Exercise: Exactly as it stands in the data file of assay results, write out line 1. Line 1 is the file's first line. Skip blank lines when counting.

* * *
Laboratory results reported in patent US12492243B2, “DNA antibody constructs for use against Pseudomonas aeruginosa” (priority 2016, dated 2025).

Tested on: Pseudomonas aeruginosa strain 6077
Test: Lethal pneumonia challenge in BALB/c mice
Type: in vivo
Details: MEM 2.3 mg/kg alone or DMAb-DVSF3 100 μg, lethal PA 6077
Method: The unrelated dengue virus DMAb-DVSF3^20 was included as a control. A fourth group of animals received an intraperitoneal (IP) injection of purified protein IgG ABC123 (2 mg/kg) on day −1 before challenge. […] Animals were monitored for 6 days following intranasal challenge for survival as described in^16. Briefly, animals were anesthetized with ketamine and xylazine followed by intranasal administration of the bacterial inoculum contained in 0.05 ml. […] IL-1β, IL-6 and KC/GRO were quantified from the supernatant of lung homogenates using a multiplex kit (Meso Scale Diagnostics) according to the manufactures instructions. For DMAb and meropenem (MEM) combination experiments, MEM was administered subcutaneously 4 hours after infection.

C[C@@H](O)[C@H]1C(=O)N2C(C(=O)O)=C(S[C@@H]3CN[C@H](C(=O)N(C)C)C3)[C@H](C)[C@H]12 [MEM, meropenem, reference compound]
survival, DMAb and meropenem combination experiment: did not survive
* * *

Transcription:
Laboratory results reported in patent US12492243B2, “DNA antibody constructs for use against Pseudomonas aeruginosa” (priority 2016, dated 2025).